US ambassador to Britain defends Facebook over soldier's murder

The splash page for the Internet social media giant Facebook. -- PHOTO: AFP
The splash page for the Internet social media giant Facebook. -- PHOTO: AFP

LONDON (REUTERS) - Facebook is not to blame for failing to pass on information that might have prevented the murder of a British soldier last year, US ambassador to Britain Matthew Barzun said on Tuesday.

Last month, a report by British lawmakers concluded that while security services could not have prevented the attack, an unspecified US communications company could have led British investigators to head off the plot.

The company had picked up an online exchange between one of the soldier's murderers and an overseas militant that he wanted to kill a soldier, but did not inform British spy agency MI5. British media have reported that company was Facebook.

Asked at an event in the British parliament if it was right to blame Facebook for failing to prevent the murder of Fusilier Lee Rigby, who was hacked to death in broad daylight, Barzun told reporters: "Are you right to blame them? No."

However, Barzun said, technology companies could play a role in combating extremism. "I don't think it is fair to pin everything on the private sector, nor is it fair to say that they have no responsibility in trying to come up with solutions," he said.

Barzun also said large US companies such as Google and Amazon, which have been accused of using complex accounting schemes to cut their payments on earnings in Britain, were not international tax dodgers.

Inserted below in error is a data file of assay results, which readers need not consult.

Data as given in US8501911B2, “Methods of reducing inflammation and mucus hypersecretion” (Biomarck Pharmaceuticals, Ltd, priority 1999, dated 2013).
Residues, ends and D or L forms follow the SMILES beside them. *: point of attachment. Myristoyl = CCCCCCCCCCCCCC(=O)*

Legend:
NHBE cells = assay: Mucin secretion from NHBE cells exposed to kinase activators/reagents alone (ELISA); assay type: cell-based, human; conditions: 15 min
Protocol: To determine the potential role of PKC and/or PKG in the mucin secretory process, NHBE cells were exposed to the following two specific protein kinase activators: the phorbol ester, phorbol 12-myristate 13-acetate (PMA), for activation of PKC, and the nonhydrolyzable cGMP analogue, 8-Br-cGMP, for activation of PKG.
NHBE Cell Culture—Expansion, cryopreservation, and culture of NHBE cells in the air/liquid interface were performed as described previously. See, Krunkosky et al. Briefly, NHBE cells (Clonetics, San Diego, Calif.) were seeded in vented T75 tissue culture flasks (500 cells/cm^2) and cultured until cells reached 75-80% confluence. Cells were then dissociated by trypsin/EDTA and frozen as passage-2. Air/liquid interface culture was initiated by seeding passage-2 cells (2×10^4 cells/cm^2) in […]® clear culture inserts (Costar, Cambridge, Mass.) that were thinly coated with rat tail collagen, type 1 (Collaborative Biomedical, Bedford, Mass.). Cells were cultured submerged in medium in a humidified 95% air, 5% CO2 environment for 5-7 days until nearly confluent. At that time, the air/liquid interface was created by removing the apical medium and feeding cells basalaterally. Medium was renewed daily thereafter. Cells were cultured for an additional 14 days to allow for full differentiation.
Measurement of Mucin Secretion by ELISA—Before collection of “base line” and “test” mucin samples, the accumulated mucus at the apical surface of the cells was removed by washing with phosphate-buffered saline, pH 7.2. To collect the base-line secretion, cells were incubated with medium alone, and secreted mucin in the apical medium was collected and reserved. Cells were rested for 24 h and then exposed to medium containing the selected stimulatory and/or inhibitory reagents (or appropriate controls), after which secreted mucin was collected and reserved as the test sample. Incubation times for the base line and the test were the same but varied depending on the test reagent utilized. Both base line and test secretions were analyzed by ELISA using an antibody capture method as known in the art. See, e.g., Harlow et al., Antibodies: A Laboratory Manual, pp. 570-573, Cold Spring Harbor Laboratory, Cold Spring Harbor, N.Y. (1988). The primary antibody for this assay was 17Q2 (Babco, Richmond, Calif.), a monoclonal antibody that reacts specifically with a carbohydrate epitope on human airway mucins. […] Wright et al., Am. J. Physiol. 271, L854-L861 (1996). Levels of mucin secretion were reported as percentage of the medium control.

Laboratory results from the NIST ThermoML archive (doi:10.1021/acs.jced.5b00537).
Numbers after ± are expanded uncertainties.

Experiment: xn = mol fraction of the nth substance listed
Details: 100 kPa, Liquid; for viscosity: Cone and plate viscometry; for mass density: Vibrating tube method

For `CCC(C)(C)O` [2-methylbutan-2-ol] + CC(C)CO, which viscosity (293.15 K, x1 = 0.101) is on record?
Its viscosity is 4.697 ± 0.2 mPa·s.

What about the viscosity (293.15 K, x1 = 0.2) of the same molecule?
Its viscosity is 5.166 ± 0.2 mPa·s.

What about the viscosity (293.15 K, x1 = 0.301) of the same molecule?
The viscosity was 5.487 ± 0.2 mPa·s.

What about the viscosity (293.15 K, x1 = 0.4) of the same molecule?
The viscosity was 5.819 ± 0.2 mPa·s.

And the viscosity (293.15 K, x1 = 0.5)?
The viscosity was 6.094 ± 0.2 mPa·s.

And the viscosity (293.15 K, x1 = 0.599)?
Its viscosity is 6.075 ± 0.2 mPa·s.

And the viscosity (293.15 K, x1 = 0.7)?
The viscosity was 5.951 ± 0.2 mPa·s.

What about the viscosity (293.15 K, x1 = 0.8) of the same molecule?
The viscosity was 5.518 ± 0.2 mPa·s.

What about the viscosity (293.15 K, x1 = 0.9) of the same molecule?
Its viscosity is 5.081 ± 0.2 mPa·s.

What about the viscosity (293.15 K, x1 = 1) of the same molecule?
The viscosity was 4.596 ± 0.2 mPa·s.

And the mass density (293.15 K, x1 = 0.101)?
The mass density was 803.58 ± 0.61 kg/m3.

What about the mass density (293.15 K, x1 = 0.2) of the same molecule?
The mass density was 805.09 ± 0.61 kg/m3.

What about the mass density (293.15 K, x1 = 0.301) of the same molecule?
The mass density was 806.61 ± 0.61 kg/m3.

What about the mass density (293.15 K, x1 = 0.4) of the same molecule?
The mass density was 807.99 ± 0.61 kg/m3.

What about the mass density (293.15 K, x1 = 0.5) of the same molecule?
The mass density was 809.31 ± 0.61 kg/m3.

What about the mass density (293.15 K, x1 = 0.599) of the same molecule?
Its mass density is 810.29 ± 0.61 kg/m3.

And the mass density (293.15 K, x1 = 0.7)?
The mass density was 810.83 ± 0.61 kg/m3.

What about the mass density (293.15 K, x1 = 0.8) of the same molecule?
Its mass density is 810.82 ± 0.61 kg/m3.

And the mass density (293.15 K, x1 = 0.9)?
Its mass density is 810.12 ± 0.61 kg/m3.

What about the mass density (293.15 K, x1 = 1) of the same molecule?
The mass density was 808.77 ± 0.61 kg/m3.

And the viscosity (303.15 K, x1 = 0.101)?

"We made these rules, they are playing by them. My hope would be that if and when rules change they will play by those new rules as well," he said.

Britain is due to publish on Wednesday details of plans for a tax to target such multinational companies.

The US ambassador reaffirmed American support for Britain's remaining in the European Union, two weeks after British Prime Minister David Cameron gave his strongest indication yet that he may campaign to leave the 28-nation bloc.

Cameron has promised to reform Britain's ties with the EU before a referendum on its membership in 2017, if he is re-elected next year.

"We really value a strong United Kingdom in a strong EU because we see eye to eye ... on the important issues of the challenges we face," he said. "From a selfish point of view it's a really good thing, but it is entirely up to you folks to figure out your relationship with and within Europe."